Online Learning Passes the Test
By Paul O’Reilly
A new study conducted by SRI International for the Department of Education appears to confirm what many educators and academics have been saying for some time – online learning courses have improved to the point where they now offer a workable alternative to more traditional classroom-based education.
In fact, the conclusions of the 93-page study go one step further and cite evidence that students in online learning conditions perform better, on average, than those receiving face-to-face instruction. As the study’s lead author, Barbara Means, states: “The Study’s major significance lies in demonstrating that online learning today is not just better than nothing – it actually tends to be better than conventional instruction.”
Until fairly recently, online education amounted to little more than electronic versions of the old correspondence courses. That has all changed with the arrival of web-based video, instant messaging, and collaboration tools. Sites like K12, Cosmeo and Education.com offer a full range of interactive programs, as well as tools to help parents or care-givers build an appropriate curriculum.
Online social networking is starting to play a role as well, enabling group learning and other community activities that are so valuable in the tradition learning environment.
The Department of Education study confirmed that online learning is one of the fastest growing trends in educational uses of technology. Researchers have estimated that more than one million K-12 students enrolled in a technology-based distance learning course in school year 2007-08. And it’s not just kids from rural areas or military families that are participating. The K12 web site targets struggling students in need of extra tuition, as well as “advanced and enrichable learners”.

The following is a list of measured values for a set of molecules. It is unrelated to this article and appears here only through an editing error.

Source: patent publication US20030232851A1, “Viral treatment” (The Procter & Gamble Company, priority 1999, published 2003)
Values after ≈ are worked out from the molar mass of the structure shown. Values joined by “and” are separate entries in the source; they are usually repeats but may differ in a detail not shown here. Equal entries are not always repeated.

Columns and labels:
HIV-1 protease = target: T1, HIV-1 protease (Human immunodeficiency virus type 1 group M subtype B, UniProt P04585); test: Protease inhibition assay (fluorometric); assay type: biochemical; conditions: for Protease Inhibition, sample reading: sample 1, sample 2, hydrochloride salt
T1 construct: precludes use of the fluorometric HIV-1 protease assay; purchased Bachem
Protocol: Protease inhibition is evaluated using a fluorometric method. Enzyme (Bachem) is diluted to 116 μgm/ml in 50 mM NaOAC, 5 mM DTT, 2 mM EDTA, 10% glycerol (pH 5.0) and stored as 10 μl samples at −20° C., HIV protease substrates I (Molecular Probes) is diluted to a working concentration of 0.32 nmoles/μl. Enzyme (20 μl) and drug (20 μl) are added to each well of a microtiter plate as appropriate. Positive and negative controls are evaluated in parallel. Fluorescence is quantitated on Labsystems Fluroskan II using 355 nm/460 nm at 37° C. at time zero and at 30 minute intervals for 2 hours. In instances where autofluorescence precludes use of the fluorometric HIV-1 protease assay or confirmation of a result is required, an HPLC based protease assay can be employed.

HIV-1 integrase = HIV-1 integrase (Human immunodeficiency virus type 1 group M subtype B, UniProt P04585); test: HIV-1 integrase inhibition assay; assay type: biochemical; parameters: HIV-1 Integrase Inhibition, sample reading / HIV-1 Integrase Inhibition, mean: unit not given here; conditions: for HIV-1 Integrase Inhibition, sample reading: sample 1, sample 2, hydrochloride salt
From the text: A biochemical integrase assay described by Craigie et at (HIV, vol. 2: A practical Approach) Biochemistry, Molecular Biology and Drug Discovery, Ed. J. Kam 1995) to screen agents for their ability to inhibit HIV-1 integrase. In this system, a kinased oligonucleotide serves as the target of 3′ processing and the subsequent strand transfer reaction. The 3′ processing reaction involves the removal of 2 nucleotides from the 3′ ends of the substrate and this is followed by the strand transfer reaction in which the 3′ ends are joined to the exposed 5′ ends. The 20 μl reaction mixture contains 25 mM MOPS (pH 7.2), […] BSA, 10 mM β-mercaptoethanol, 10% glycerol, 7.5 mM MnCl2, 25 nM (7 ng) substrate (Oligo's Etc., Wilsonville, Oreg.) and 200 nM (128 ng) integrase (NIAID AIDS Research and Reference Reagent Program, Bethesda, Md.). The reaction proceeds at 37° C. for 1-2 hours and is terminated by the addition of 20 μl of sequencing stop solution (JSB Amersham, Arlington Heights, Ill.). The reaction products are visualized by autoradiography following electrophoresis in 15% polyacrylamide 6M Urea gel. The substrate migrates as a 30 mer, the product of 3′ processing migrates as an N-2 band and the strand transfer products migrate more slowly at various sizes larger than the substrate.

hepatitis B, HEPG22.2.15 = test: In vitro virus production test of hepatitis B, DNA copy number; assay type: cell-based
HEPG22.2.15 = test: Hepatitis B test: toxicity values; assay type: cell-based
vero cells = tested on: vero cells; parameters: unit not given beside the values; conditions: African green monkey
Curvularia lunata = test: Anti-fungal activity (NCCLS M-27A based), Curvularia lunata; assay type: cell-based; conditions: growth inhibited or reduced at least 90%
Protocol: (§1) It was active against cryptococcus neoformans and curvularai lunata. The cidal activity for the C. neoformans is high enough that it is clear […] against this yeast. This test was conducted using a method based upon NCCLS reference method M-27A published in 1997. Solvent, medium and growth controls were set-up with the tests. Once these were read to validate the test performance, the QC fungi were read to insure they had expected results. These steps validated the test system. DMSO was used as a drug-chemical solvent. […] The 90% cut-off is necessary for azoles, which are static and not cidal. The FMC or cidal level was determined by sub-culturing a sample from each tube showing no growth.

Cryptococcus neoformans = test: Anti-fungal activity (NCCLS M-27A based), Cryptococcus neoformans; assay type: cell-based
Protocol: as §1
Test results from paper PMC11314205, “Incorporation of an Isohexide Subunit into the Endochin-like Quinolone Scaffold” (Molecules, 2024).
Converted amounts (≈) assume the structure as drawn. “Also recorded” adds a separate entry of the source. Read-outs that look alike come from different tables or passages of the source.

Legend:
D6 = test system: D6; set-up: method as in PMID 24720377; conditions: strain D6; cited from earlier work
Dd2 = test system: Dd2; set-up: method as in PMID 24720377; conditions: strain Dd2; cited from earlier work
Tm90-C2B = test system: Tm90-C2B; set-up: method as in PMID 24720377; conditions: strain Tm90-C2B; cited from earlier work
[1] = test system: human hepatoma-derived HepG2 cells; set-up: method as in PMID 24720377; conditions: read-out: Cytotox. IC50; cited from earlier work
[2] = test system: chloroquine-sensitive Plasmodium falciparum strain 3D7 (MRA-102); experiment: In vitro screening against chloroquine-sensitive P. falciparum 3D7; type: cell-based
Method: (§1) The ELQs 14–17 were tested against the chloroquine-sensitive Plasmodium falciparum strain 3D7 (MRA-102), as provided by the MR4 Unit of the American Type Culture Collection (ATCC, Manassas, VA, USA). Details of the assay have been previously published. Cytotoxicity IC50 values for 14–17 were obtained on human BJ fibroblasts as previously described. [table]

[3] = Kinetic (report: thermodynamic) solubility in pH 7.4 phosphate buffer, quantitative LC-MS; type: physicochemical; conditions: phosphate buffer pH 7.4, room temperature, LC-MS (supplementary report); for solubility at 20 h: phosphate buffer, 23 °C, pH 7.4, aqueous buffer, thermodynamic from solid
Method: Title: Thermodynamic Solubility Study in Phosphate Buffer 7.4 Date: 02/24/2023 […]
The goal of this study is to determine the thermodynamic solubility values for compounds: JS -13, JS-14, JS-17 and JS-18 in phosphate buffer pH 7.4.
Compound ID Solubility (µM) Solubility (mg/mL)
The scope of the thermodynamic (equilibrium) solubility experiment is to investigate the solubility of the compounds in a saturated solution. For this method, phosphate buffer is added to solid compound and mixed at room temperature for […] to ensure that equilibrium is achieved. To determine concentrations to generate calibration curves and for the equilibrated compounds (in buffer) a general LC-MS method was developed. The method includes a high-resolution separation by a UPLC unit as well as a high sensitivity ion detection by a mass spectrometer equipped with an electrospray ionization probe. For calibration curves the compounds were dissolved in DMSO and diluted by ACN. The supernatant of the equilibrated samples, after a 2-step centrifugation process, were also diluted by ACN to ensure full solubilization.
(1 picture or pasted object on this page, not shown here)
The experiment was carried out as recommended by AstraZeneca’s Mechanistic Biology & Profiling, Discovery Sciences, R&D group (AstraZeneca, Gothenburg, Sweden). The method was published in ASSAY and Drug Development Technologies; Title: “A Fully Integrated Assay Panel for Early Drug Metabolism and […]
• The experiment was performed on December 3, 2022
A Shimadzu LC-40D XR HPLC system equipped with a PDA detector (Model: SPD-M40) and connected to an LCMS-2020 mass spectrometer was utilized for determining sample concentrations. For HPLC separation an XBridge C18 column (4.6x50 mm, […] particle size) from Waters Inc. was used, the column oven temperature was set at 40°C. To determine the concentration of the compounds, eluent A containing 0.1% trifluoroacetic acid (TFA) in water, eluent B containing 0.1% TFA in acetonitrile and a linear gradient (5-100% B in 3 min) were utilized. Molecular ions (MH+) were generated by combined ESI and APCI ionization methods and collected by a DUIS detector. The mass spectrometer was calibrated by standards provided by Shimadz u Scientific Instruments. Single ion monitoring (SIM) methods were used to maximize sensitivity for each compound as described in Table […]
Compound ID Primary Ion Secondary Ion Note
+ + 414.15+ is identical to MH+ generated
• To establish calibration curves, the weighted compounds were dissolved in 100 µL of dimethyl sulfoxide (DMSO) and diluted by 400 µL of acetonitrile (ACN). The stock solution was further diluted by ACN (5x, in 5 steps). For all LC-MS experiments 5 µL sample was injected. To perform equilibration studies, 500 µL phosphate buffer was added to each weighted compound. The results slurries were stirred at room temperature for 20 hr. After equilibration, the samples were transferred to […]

The report hardly means that educators are about to abandon the classroom anytime soon. But it does suggest that online education could expand sharply over the next few years as evidence of its value mounts. In fact, the ideal teaching environment might include a yet-to-be-determined mix of both online and face-to-face education. In another conclusion, the report pointed out that instruction combining both online and face-to-face elements had an advantage over both forms of tuition on a stand-alone basis.
Comment by Maxwell, posted 9/13/2011, 10:28 AM:
I honestly wouldn't be surprised if more traditional education moved online. The classrooms can be bigger. Supervision falls on the parents. Wages can be smaller with the perk of working at home. This could a be a true solution to a dwindling education budget.
I however like to know I'm getting what I'm paying for with no surprises. I'd sign up for an <a href="http://www.parkcityindependent.com/"> online accredited high school </a> like Park City or K 12 any day.